A cost benefit analysis of organic cotton farming vs Bt cotton farming in Vidarbha region of Maharashtra reveals that the former is cost effective, more profitable and high-yielding. But, not many farmers prefer organic farming due to lack of governmental support.
Using the vast resource of rooftops and kitchen gardens in urban and rural areas to promote swajaivik farming through intensive trainings.
Biofertiliser is a preparation of agriculturally useful microorganisms like nitrogen fixers, phosphorus solubilisers etc; and is one of the components of integrated nutrient management. The commercial production of biofertiliser was introduced in 1956 in India. With a production of 38000 t and with more than 150 commercial units engaged in it, biofertiliser usage is definitely looking up.
India’s massive demand for natural gas is a result of its easy substitution of liquid fuels such as naphtha, fuel oil, diesel etc. India at present is producing less than 100 million standard cubic meter per day (MMSCMD) and another 50 MMSCMD is imported as liquefied natural gas (LNG) (Fertiliser Statistics, 2011-12, Fertiliser Association of India). As natural gas has competing demands from different sectors of the economy for adequate energy—being a clean fuel, requiring less investment and yielding...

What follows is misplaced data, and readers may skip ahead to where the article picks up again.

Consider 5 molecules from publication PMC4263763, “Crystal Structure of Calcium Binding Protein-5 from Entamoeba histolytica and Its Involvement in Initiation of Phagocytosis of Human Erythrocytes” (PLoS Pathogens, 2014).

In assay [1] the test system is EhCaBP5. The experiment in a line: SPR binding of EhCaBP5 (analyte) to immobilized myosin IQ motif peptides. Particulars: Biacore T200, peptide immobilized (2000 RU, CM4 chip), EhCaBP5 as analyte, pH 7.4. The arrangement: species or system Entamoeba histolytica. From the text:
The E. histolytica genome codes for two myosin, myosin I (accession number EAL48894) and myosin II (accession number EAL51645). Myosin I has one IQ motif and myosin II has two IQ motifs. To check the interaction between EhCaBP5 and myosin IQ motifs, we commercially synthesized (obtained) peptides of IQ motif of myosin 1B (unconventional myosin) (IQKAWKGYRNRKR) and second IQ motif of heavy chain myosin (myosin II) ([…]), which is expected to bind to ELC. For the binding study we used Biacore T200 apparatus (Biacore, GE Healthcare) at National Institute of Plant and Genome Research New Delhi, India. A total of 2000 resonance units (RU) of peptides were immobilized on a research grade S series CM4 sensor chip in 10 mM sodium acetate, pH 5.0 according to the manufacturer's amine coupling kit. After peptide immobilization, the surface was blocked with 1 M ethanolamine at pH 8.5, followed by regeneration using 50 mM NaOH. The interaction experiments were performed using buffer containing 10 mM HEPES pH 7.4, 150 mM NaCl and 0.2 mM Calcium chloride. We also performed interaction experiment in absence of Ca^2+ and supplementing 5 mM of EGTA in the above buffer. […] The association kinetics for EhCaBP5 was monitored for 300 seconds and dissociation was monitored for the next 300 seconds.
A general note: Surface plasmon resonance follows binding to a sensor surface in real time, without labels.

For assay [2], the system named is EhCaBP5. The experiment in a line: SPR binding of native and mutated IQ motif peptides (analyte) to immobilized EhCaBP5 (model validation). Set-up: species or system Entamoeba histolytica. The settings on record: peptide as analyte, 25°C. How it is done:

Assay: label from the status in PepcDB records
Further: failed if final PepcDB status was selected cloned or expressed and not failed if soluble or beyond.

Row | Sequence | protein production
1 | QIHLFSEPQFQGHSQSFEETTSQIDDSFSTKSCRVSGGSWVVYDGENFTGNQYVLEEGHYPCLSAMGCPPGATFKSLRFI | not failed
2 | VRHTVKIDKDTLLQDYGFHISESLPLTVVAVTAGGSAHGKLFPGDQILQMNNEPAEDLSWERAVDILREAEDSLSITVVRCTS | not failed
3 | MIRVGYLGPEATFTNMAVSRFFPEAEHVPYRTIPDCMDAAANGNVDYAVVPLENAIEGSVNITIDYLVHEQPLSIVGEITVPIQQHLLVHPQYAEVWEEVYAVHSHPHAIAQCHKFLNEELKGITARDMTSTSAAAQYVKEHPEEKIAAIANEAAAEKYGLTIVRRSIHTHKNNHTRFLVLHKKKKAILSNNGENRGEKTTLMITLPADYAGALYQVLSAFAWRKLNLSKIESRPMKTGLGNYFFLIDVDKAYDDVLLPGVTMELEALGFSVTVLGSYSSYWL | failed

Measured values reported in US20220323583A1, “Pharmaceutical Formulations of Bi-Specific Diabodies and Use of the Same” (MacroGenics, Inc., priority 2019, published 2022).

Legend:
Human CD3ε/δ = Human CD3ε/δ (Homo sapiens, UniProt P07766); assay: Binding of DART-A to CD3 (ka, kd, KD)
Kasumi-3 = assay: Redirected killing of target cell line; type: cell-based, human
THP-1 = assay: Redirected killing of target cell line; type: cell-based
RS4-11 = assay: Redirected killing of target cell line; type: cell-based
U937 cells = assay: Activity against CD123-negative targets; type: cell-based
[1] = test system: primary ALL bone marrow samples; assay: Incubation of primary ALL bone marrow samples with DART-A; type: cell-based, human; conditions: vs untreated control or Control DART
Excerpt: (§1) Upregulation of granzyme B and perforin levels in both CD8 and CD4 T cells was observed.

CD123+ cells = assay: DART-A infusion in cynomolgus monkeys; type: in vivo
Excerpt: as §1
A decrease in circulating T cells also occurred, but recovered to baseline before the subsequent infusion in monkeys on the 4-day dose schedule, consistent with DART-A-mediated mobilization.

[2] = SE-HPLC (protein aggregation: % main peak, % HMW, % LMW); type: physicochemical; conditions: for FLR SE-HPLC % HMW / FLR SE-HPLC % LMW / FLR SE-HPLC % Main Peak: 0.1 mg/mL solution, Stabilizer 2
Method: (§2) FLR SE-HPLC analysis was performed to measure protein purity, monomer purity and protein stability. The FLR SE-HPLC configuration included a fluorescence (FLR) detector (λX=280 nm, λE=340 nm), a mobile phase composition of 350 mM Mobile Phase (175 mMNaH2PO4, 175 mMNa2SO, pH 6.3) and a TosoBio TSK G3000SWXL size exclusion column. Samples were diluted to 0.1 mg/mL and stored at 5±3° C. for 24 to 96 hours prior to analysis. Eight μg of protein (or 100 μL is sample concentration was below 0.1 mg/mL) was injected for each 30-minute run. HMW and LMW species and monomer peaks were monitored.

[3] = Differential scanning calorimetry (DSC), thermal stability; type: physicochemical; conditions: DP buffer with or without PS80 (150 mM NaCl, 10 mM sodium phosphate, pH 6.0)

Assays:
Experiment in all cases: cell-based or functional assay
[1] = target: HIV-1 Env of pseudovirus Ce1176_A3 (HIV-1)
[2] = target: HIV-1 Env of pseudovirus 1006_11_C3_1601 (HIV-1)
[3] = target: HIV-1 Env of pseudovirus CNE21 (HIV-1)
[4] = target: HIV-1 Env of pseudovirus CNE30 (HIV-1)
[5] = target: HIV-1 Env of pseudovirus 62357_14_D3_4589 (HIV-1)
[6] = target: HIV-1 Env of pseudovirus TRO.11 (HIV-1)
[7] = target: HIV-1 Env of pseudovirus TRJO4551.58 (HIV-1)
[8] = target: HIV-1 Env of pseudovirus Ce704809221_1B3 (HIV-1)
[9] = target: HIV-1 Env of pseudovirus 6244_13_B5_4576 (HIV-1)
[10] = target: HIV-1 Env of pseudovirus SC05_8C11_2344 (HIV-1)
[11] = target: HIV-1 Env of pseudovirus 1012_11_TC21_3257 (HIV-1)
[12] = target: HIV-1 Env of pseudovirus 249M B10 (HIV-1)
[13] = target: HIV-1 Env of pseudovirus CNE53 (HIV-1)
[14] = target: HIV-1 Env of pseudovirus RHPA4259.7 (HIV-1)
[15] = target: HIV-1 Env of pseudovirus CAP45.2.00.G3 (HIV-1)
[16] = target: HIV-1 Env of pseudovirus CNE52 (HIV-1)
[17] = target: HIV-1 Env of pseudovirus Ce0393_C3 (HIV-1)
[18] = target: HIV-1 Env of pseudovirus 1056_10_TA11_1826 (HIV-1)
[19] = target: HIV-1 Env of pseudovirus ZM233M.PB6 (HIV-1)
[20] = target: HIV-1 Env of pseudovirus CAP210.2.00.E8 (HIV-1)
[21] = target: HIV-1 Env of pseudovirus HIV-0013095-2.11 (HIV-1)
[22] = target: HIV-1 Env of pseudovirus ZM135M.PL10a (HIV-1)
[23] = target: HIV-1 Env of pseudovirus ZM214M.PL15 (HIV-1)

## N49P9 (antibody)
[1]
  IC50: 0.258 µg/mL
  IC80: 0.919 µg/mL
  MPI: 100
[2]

During the last two decades, there has been a paradigm shift in global communities towards environmental preservation and quality food. Growing concerns due to depleting resources, and deterioration of soil health and fertility has forced scientists and planners to look for alternatives. Organic agriculture emerges as one such alternative.
Organic agriculture is cultivation of plants without the use of any artificial or synthetic chemical input (fertiliser, pesticides, antibiotics, food additives, etc.), genetically modified organism (GM food), irradiation and bio-solids. It relies on ecological processes, biodiversity and biological cycles adapted to local conditions, rather than the use of synthetic inputs with adverse effects. Organic agriculture combines tradition and innovation for the benefit of people and the environment. It works...
Shifting cultivation or jhum, predominantly practiced in the north-east of India is an agricultural system where a farming community slashes secondary forests on a predetermined location, burns the slash and cultivates the land for a limited number of years. The land is then left fallow and the farming community moves to the next location to repeat the process till they return back to the starting point. It has often been alleged that jhum has led to the loss of valuable natural resources of the region. This essay documents the cultivation practices of the Khasi tribe through a study of several villages of West Khasi Hills and Ri-bhoi Districts of Meghalaya with an objective of drawing lessons for developmental planning concerning natural resource management and land use in the region.